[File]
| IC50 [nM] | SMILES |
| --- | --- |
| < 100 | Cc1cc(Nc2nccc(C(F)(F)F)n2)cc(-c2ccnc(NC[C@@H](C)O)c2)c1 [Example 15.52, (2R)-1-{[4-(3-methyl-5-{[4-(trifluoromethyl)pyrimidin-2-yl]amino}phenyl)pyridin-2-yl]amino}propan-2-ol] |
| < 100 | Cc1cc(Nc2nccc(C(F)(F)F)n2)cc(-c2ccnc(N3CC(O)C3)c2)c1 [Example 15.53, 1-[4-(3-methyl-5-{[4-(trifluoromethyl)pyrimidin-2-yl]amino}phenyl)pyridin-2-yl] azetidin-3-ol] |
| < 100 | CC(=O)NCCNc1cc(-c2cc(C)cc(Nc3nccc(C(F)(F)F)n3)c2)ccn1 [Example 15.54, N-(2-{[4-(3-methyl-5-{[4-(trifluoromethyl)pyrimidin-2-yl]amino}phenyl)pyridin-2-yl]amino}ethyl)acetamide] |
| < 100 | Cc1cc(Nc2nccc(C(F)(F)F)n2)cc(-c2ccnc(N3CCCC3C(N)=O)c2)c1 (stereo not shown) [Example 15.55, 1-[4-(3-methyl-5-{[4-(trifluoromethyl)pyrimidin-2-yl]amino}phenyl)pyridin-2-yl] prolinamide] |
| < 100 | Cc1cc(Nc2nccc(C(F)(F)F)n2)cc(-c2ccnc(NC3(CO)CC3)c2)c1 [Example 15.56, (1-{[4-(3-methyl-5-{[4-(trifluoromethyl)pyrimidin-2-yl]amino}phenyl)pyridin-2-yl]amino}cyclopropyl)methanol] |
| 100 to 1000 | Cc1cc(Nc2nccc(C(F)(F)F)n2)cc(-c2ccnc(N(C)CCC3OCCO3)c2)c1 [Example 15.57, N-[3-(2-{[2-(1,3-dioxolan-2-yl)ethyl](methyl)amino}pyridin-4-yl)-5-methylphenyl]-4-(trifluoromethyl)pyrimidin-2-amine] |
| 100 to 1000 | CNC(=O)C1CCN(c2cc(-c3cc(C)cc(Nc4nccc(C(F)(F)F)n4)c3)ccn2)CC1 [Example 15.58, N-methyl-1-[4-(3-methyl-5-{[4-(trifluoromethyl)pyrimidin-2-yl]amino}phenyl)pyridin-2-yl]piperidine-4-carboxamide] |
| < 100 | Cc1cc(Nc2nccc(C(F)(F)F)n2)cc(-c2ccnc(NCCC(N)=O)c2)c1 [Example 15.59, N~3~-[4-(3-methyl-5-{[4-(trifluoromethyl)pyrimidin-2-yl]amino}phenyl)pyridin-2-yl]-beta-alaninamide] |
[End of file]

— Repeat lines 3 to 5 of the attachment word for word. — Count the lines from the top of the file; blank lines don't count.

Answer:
| < 100 | Cc1cc(Nc2nccc(C(F)(F)F)n2)cc(-c2ccnc(NC[C@@H](C)O)c2)c1 [Example 15.52, (2R)-1-{[4-(3-methyl-5-{[4-(trifluoromethyl)pyrimidin-2-yl]amino}phenyl)pyridin-2-yl]amino}propan-2-ol] |
| < 100 | Cc1cc(Nc2nccc(C(F)(F)F)n2)cc(-c2ccnc(N3CC(O)C3)c2)c1 [Example 15.53, 1-[4-(3-methyl-5-{[4-(trifluoromethyl)pyrimidin-2-yl]amino}phenyl)pyridin-2-yl] azetidin-3-ol] |
| < 100 | CC(=O)NCCNc1cc(-c2cc(C)cc(Nc3nccc(C(F)(F)F)n3)c2)ccn1 [Example 15.54, N-(2-{[4-(3-methyl-5-{[4-(trifluoromethyl)pyrimidin-2-yl]amino}phenyl)pyridin-2-yl]amino}ethyl)acetamide] |